Chris/Dale said:
My approach would involve the following four things:
3. Talk to the barista, for sure, I've got a few questions that I ask in these situations. I usually start with something like "What kind of coffee are you working with?" And Then let the conversation unfold. I typically don't tell people that I work in coffee because they can get a little weird / defensive about it. If they ask you how it was, be honest. Be polite but be honest. Don't tell them how to fix it because that's not what they asked. At best you've made a connection and have an opportunity to help them down the road once you've developed a connection...at worst you know that you're not headed back.

4. Finally, what you've admitted is that your new to the scene and have a long way to go. I would remember this whenever I walk up to someone else's bar and consider offering correction. Believe it or not there may be instances where you could learn a thing or two from a barista who pulls a 6 oz espresso.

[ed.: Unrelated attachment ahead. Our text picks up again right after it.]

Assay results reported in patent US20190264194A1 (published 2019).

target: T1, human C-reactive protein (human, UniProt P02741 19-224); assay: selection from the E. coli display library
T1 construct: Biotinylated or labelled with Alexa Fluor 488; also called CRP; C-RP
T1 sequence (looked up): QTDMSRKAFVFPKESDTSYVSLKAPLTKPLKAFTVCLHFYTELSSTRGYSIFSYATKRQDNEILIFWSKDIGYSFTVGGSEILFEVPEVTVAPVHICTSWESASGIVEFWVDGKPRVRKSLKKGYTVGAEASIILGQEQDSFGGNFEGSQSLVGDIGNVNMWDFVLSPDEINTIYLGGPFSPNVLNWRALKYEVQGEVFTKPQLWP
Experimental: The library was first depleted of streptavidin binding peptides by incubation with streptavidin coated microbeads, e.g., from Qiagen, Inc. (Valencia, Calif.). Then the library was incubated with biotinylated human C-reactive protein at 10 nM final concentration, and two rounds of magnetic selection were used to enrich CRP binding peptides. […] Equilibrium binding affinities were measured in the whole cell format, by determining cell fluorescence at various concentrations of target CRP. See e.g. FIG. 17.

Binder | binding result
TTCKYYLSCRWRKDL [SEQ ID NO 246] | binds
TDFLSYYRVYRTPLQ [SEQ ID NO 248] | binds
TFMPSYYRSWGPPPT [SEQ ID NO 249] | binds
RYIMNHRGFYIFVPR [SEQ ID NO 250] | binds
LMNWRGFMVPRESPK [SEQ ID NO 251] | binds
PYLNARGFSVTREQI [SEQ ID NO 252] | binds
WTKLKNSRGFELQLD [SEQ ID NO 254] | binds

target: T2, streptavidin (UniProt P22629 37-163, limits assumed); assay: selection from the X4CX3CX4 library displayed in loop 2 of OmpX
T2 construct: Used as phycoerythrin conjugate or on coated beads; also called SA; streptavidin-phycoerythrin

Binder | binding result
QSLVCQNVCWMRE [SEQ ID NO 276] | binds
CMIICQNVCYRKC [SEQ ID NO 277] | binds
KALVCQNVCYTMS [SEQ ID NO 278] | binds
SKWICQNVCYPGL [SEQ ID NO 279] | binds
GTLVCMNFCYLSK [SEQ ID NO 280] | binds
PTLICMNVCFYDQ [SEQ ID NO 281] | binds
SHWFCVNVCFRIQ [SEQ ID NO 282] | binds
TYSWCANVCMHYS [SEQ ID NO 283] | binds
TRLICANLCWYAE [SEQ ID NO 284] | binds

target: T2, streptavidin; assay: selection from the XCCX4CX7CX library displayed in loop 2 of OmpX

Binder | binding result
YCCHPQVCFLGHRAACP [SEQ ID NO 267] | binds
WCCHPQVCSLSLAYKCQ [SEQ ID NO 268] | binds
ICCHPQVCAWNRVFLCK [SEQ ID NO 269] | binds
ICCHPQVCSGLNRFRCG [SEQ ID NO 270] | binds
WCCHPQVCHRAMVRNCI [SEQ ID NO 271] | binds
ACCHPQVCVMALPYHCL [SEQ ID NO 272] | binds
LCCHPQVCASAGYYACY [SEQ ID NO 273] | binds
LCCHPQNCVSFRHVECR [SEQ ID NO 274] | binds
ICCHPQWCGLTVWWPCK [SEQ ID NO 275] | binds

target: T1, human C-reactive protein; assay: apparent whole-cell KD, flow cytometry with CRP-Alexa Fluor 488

This excactly. Here's my opinions

3) If a barista has any pride in his/her work,s/he'll give value to your feedback. Few of my favorite customers are home baristas who truly understand their coffee and can give feedback. Feedback will be easier for the barista to accept if it has both positive and negative sides. For instance what you liked in the coffee (the bright tones) and what the coffee lacked (body for example). During long shifts when I've had too many espressos to tell what's actually good the feedback from these customers has been absolutely godsend.

4) No matter how good one is this should always be kept in mind. I know there's a huge temptation to walk in a cafe with a clint eastwood-look to show how things are to be done. Resist the urge. It's rude and arrogant.